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Home >Exhibits > Archives Sampler #4

An Archives Sampler #4

To order reproductions of any of these materials from our holdings contact the Maine State Archives at 207-287-5795.

Early photo of Augusta

Looking down on Water Street, Augusta in the 1930s or early '40s. You can make out the old, now demolished railroad station at the bottom of the hill on the left. In those days, Water Street was thriving as the only business district in town, with nearly all stores, doctors' and lawyers' officers, restaurants and movie theaters located along the street. You also had to drive right through Water Street to cross the one bridge across the Kennebec River. For all these reasons, traffic was usually very heavy, as it is in this view.

Photo of Russian visitors

During the 1870s, the Russian imperial Navy paid a courtesy visit to various ports in the United States. At least one Russian vessel came to Maine, and its visit must have coincided with the annual encampment of the post-Civil War State Militia. The Russian Naval Officers, identified by their white caps, are posed here with Maine Militia Officers who entertained them. The photo was taken by an Old Town photographer, and the event probably took place in the Bangor Area.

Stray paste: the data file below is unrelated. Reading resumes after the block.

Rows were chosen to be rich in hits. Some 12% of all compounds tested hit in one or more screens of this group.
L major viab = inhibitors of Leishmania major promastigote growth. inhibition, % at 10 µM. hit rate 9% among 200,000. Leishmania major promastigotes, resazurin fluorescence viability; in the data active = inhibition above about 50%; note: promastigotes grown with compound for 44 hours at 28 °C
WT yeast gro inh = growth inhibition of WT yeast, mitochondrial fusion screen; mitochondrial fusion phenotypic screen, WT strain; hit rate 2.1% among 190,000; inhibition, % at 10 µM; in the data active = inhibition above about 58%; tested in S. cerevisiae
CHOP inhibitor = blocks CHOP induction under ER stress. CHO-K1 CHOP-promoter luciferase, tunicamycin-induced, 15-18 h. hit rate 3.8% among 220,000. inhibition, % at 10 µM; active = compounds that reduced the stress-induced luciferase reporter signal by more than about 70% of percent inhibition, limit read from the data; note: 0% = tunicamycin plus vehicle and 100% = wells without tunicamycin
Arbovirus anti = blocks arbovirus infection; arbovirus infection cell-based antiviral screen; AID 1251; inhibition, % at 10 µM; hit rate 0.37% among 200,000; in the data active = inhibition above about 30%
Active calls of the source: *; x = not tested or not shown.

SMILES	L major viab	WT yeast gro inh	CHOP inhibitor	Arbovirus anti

Photo of Moses Kelley

Photo of Collamore Purington

Photo of R.H. Perkins

Civil War Army Chaplains - Reverends M. J. Kelley of the 6th Maine Infantry, Collamore Purington of the 7th Maine and H. Perkins of the 9th Maine.

Petition for Winborn Jameson's Name Change.  Click here for a transrciption

In 1828, Winborne Adam Wiggins Jameson, complaining that his name "is as long, cumbersome & useless as an old fashioned queue" (pigtail) petitioned the Legislature to change his name to "Charles."

Document by John Quincy Adams.  Click here for a transcription.

John Quincy Adams, U.S. Secretary of State, sent five fascimile copies of the Declaration of Independence to the Governor of Maine, as well as to the Governors of the other states. A notation reads that two of these copies were destined for each of Maine's two colleges - Bowdoin and Waterville (later called Colby).